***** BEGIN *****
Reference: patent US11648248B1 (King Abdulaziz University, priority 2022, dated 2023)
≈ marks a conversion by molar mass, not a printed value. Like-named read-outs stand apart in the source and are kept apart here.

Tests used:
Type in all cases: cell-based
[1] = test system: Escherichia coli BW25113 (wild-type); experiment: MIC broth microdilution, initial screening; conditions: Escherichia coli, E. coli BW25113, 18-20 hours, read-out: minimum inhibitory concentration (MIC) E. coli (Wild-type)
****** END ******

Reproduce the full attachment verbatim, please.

Reference: patent US11648248B1 (King Abdulaziz University, priority 2022, dated 2023)
≈ marks a conversion by molar mass, not a printed value. Like-named read-outs stand apart in the source and are kept apart here.

Tests used:
Type in all cases: cell-based
[1] = test system: Escherichia coli BW25113 (wild-type); experiment: MIC broth microdilution, initial screening; conditions: Escherichia coli, E. coli BW25113, 18-20 hours, read-out: minimum inhibitory concentration (MIC) E. coli (Wild-type)